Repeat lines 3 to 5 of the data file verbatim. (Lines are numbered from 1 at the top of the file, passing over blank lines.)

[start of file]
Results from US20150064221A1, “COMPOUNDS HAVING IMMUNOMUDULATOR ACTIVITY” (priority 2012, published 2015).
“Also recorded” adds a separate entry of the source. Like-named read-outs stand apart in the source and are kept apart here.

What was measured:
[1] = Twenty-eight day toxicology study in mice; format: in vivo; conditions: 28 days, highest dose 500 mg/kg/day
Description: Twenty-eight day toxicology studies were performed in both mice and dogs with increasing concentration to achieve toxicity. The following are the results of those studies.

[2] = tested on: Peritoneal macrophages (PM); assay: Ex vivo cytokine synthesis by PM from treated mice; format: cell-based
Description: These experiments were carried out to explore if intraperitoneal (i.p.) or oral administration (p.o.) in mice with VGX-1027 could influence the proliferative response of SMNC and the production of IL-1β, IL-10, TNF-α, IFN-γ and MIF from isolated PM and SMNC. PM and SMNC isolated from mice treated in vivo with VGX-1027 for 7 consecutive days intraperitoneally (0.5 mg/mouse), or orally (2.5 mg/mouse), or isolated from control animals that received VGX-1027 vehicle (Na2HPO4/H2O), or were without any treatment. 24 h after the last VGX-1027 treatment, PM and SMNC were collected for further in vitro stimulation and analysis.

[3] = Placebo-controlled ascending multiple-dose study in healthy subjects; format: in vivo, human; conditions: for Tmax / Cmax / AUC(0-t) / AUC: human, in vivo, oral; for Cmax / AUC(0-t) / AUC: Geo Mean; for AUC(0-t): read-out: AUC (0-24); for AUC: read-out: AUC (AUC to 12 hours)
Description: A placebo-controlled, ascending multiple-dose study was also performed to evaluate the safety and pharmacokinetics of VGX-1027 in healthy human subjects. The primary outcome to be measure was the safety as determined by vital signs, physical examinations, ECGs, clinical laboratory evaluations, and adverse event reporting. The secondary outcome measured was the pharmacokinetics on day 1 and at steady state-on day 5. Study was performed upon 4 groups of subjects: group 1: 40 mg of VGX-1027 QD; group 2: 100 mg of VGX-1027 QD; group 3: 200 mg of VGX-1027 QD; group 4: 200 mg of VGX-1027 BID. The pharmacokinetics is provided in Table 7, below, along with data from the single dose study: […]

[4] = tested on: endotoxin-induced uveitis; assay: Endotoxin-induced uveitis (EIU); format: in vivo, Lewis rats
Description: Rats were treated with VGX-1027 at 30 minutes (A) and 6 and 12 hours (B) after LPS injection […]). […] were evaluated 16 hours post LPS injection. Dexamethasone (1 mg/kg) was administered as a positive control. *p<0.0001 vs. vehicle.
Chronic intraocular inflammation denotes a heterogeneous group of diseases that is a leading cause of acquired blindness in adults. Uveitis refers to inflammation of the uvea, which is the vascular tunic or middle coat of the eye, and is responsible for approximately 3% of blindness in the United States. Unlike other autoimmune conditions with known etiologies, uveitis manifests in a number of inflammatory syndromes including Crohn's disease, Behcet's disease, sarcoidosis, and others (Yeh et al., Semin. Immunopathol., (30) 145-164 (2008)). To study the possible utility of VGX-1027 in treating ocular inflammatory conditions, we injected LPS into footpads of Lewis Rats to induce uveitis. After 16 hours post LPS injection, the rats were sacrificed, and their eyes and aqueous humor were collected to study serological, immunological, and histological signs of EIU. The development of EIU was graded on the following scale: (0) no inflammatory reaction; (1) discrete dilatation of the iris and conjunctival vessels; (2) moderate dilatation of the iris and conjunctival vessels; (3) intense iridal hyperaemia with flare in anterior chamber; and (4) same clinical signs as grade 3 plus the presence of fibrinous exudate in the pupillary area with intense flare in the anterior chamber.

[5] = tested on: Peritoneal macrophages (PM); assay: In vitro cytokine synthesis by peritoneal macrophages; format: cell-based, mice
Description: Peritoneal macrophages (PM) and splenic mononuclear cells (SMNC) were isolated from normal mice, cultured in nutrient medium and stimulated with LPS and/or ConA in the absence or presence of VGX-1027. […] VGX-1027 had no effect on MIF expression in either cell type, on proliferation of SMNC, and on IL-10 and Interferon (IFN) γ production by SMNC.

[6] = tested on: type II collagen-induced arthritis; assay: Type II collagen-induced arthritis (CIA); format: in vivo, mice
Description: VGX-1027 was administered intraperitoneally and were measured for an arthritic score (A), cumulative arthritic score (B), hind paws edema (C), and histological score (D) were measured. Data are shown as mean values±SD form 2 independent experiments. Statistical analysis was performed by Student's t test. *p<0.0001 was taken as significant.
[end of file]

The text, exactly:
What was measured:
[1] = Twenty-eight day toxicology study in mice; format: in vivo; conditions: 28 days, highest dose 500 mg/kg/day
Description: Twenty-eight day toxicology studies were performed in both mice and dogs with increasing concentration to achieve toxicity. The following are the results of those studies.